An analytics engineer is really just a pissed off data analyst

Sitting through dbt Coalesce conference this week, my biggest takeaway is that data is less trustworthy than ever and people are fired up about it. Often times, an analytics engineer is really just a pissed off analyst who has the tools and motivation to make things better for everyone else.

The momentum around dbt is palpable. The rise of the “analytics engineer” is a real movement born out of necessity (and genius branding). 

Analysts can no longer sit idly by and fix their data in the visualization layer or wait on tech teams to build a better pipeline. The analytics engineering movement will take back control over data quality and insights.

As a product manager turned data analyst, I always felt helpless when it came to fixing, cleaning, and transforming the underlying data I was working with. I used to pride myself on how long and crazy my ad-hoc queries were. Then, I was introduced to LookML and then dbt. Both tools were completely empowering and transformational for my own work as an analyst.  

In many places, the problem is only getting worse. The explosion of data and SaaS tools combined with the ease of automating “Extract and Load” means you can have true unadulterated data chaos in under an hour.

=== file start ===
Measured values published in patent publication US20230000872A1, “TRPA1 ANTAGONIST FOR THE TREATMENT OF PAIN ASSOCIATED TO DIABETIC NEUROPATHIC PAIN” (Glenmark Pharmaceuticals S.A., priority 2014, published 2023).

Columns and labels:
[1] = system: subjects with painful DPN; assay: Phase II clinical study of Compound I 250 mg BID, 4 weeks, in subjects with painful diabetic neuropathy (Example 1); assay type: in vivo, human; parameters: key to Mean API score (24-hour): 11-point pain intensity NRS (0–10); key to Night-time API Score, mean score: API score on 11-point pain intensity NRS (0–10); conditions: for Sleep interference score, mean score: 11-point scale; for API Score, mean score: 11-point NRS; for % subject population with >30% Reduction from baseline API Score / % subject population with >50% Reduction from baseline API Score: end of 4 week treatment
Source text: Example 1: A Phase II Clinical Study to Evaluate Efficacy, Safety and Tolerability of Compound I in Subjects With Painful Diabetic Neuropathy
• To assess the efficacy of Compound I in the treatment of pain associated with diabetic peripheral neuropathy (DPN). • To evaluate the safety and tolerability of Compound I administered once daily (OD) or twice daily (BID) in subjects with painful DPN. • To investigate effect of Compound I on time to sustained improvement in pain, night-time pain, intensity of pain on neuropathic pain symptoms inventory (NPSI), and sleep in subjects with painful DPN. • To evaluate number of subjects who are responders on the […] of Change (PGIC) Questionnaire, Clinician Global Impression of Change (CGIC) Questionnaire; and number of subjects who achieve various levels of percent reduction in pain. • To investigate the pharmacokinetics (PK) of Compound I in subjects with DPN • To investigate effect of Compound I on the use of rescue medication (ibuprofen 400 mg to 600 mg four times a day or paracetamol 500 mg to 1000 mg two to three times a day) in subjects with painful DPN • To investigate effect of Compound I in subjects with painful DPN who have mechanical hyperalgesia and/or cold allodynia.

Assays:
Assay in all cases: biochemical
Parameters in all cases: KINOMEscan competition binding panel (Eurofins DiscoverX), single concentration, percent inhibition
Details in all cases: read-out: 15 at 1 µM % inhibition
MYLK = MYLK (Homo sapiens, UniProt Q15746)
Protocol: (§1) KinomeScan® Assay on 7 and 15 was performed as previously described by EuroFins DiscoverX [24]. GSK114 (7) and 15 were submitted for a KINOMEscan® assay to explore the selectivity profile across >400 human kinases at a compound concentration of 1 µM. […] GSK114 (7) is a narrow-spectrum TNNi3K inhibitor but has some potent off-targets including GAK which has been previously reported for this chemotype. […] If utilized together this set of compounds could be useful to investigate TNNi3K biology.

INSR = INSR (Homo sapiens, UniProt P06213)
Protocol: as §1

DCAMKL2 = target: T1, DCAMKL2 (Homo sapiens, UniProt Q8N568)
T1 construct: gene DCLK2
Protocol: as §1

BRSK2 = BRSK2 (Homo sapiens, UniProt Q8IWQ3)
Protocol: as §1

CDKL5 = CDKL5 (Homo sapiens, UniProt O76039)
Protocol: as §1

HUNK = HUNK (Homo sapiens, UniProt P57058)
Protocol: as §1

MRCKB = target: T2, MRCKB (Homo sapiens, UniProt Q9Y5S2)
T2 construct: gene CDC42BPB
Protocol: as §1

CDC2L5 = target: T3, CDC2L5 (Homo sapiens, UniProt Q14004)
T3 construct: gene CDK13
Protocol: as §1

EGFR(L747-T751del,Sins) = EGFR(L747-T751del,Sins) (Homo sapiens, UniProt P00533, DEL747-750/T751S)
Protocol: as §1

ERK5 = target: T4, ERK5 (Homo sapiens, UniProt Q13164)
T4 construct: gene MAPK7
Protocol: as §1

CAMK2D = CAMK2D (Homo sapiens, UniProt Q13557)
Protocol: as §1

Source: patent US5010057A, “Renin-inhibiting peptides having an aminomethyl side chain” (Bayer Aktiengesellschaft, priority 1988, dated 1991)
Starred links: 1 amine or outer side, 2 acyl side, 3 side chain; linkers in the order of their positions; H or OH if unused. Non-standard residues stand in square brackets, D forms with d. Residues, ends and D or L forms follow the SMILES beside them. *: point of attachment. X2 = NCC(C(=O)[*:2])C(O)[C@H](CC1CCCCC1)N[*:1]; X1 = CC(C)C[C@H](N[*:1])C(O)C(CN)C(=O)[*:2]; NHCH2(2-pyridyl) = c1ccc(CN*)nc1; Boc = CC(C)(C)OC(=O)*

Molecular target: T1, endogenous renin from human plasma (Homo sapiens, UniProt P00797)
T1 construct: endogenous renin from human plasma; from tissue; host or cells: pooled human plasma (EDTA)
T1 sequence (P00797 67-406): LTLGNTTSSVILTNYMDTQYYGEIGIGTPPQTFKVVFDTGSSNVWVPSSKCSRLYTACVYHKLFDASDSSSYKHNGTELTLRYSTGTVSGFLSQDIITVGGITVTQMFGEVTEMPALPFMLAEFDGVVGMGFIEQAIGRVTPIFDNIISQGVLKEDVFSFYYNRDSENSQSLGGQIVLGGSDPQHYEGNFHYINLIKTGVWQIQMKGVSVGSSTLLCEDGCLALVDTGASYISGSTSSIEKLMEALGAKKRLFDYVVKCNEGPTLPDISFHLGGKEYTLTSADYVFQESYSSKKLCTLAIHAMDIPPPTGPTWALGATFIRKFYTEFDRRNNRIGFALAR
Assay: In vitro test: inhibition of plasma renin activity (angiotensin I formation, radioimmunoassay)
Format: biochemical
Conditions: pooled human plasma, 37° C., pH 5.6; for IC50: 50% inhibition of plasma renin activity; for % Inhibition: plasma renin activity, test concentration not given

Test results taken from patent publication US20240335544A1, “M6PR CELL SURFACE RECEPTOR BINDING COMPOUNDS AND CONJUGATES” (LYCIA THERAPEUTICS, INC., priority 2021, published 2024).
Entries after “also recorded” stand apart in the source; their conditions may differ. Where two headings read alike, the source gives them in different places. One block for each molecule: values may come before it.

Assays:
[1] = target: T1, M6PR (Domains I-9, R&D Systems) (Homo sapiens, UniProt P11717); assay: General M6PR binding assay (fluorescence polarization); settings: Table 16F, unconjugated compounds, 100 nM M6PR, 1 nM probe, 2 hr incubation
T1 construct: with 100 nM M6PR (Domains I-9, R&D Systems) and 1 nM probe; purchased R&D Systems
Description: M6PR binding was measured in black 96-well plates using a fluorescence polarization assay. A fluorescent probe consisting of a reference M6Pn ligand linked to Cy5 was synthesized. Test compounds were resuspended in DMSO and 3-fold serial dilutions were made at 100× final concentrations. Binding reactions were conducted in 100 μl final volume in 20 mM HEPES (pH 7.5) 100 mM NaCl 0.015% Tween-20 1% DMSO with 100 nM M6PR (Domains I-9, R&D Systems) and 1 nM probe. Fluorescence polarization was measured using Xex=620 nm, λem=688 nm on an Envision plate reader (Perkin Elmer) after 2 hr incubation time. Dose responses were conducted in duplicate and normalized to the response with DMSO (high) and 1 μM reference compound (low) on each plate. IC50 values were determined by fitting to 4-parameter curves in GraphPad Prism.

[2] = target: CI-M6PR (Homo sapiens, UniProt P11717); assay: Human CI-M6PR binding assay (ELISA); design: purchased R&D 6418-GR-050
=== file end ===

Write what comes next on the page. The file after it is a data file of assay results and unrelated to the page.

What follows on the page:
The data chaos is reaching fever pitch and fueling the rise of the Analytics Engineer.

A few key trends are converging: 

  • The shift from ETL to ELT means folks who know SQL have the power to transform and clean data once it arrives in the warehouse. Data warehouses are powerful enough to handle the transformation workload
  • Tools like dbt enable analysts with SQL-based workflows and enable them to work like software engineers do.
  • Data consumers have come to simply expect data at their fingertips yet at all times.
  • Organizations (large and small) are recognizing the need to invest more resources in data modeling.

If your organization isn’t on board with the movement, it’s time to get on the train. It’s almost certain that people in your organization don’t feel like they can get the data they need, can’t make sense of their data, or generally don’t trust the data in their reports or dashboards. Analytics engineering sets out to solve these issues. Are you hiring for one?  (Plug: We can also help.)

Other key and related trends:

  • Testing tools/features like dbt tests, Great Expectations, and Looker data validations will continue to grow in popularity and necessity. Run automated tests to ensure your data (And your transformation logic) is correct.
  • End users of data will begin to have more insight into if their data is “clean”. Features like like dbt Exposures with help with that (wicked cool!).
  • Beyond the transformation layer, dashboards are also broken. They can’t be source controlled, deployed and tested like the rest of the stack. They are rigid and can’t be customized to truly deliver a compelling user experience that data consumers need. (If this bullet resonates, please reach out: we’re solving this problem for lots and lots of companies).

As always happy to chat about data and I tweet about it a lot too.

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